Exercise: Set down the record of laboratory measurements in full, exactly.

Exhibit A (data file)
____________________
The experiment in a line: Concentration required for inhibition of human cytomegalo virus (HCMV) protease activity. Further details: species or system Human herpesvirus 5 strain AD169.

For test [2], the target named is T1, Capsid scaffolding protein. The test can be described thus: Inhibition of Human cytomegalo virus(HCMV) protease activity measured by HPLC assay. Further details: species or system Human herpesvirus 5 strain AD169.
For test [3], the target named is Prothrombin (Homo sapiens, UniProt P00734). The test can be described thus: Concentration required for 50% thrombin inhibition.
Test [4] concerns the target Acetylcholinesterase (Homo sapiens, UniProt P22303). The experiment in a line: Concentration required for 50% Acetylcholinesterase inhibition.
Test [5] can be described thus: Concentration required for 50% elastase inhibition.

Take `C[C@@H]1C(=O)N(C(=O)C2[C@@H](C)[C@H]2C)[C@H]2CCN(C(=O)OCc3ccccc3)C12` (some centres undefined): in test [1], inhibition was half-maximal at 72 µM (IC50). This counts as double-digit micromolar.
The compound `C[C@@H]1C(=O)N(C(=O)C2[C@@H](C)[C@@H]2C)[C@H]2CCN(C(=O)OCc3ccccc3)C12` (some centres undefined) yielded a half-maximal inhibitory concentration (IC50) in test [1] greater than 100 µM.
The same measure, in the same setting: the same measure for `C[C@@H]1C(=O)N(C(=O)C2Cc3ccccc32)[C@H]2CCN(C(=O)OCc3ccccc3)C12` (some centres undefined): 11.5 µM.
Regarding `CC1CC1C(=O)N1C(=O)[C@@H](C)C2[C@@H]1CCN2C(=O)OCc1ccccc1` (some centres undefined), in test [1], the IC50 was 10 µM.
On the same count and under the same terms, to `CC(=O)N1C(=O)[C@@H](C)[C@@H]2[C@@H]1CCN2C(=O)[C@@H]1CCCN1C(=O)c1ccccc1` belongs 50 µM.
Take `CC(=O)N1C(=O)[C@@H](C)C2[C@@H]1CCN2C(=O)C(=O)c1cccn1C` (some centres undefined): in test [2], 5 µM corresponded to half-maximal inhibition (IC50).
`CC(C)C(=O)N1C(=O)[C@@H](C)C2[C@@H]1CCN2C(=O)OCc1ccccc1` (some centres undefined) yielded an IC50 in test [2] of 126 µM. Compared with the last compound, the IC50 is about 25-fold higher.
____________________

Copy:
The experiment in a line: Concentration required for inhibition of human cytomegalo virus (HCMV) protease activity. Further details: species or system Human herpesvirus 5 strain AD169.

For test [2], the target named is T1, Capsid scaffolding protein. The test can be described thus: Inhibition of Human cytomegalo virus(HCMV) protease activity measured by HPLC assay. Further details: species or system Human herpesvirus 5 strain AD169.
For test [3], the target named is Prothrombin (Homo sapiens, UniProt P00734). The test can be described thus: Concentration required for 50% thrombin inhibition.
Test [4] concerns the target Acetylcholinesterase (Homo sapiens, UniProt P22303). The experiment in a line: Concentration required for 50% Acetylcholinesterase inhibition.
Test [5] can be described thus: Concentration required for 50% elastase inhibition.

Take `C[C@@H]1C(=O)N(C(=O)C2[C@@H](C)[C@H]2C)[C@H]2CCN(C(=O)OCc3ccccc3)C12` (some centres undefined): in test [1], inhibition was half-maximal at 72 µM (IC50). This counts as double-digit micromolar.
The compound `C[C@@H]1C(=O)N(C(=O)C2[C@@H](C)[C@@H]2C)[C@H]2CCN(C(=O)OCc3ccccc3)C12` (some centres undefined) yielded a half-maximal inhibitory concentration (IC50) in test [1] greater than 100 µM.
The same measure, in the same setting: the same measure for `C[C@@H]1C(=O)N(C(=O)C2Cc3ccccc32)[C@H]2CCN(C(=O)OCc3ccccc3)C12` (some centres undefined): 11.5 µM.
Regarding `CC1CC1C(=O)N1C(=O)[C@@H](C)C2[C@@H]1CCN2C(=O)OCc1ccccc1` (some centres undefined), in test [1], the IC50 was 10 µM.
On the same count and under the same terms, to `CC(=O)N1C(=O)[C@@H](C)[C@@H]2[C@@H]1CCN2C(=O)[C@@H]1CCCN1C(=O)c1ccccc1` belongs 50 µM.
Take `CC(=O)N1C(=O)[C@@H](C)C2[C@@H]1CCN2C(=O)C(=O)c1cccn1C` (some centres undefined): in test [2], 5 µM corresponded to half-maximal inhibition (IC50).
`CC(C)C(=O)N1C(=O)[C@@H](C)C2[C@@H]1CCN2C(=O)OCc1ccccc1` (some centres undefined) yielded an IC50 in test [2] of 126 µM. Compared with the last compound, the IC50 is about 25-fold higher.